Michele Bachmann Finally Picks Up a Delegate
Rep. Ron Paul (R-Texas) is no longer spending money on states that haven't yet held their nominating contests. He doesn't have the money, and he doesn't much see the point. But in places like Minnesota, where the state Republican convention is just now finishing up the delegate-selection process it started in March, Paul and his team have been hard at work. And their efforts are paying off. After his supporters effectively took control of the Nevada GOP earlier this month, he cleaned up again last weekend in the Land of Milk and Pawlenty:
"This is one of the greatest states that I have witnessed, where I have seen the transition, where the enthusiasm's there," the grinning Texas congressman told hundreds of exuberant activists Saturday at the state party's convention in St. Cloud, where he won 12 of 13 open delegate spots to the GOP national convention in Tampa, Fla., in August...
Unlike four years ago, when Paul was forced to speak from the party's convention lawn because he would not pledge allegiance to the eventual presidential nominee, he got an open-armed embrace from the party this year. He was welcomed to the delegates' stage, held a fundraiser for the party and got a hero's welcome.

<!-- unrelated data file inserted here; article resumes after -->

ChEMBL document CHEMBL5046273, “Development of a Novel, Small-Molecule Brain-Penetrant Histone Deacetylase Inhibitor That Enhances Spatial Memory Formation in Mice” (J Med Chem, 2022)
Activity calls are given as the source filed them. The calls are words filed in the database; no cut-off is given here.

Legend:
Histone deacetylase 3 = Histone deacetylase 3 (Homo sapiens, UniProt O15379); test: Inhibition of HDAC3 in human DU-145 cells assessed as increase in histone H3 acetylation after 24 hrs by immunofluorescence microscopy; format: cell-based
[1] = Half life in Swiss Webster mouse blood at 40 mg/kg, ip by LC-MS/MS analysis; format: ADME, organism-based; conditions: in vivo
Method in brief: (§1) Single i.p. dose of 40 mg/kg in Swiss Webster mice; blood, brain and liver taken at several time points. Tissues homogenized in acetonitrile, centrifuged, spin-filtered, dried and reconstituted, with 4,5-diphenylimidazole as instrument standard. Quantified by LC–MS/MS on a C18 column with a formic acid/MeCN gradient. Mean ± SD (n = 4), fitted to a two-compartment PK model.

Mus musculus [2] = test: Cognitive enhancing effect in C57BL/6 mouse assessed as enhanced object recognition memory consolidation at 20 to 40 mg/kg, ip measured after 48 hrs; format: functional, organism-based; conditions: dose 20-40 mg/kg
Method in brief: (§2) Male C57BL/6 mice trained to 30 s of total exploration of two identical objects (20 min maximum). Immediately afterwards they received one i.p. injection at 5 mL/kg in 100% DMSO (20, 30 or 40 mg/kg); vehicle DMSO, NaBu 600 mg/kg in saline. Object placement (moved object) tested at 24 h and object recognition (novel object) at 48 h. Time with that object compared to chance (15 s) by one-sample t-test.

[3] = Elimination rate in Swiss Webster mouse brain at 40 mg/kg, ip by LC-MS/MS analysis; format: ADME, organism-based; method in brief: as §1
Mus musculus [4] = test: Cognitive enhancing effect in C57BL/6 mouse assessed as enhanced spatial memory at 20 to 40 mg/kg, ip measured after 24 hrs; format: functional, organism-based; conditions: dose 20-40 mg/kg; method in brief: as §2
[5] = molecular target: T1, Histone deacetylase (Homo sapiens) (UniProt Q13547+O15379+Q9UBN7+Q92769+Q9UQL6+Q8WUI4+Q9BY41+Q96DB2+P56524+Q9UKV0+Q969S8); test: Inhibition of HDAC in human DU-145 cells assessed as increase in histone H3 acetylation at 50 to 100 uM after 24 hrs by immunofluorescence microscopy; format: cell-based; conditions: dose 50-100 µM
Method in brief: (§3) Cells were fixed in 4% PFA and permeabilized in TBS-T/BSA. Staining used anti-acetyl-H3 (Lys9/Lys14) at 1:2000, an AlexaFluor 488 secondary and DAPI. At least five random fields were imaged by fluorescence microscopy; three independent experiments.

How successful was the Paul takeover? Out of courtesy, his supporters even managed to secure a delegate for Minnesota Rep. Michele Bachmann, who dropped out of the race after the first nominating contest in Iowa.
Paul still isn't going to win the nomination, and he's indicated that he doesn't intend to raise hell at the GOP convention in Tampa. But the Minnesota victory reflects to some extent the political maturation of his followers. The knock on Paul disciples in 2008, as outlined in Brian Doherty's new Paul bio, was that they lacked discipline, preferring to make signs and fan videos rather than do the hard work of targeted voter outreach; this time around they've taken a more conventional approach, and they have real gains to show for it—in the form of viable congressional candidates like Thomas Massie in Kentucky and state and county party committees that are now controlled by Paul loyalists.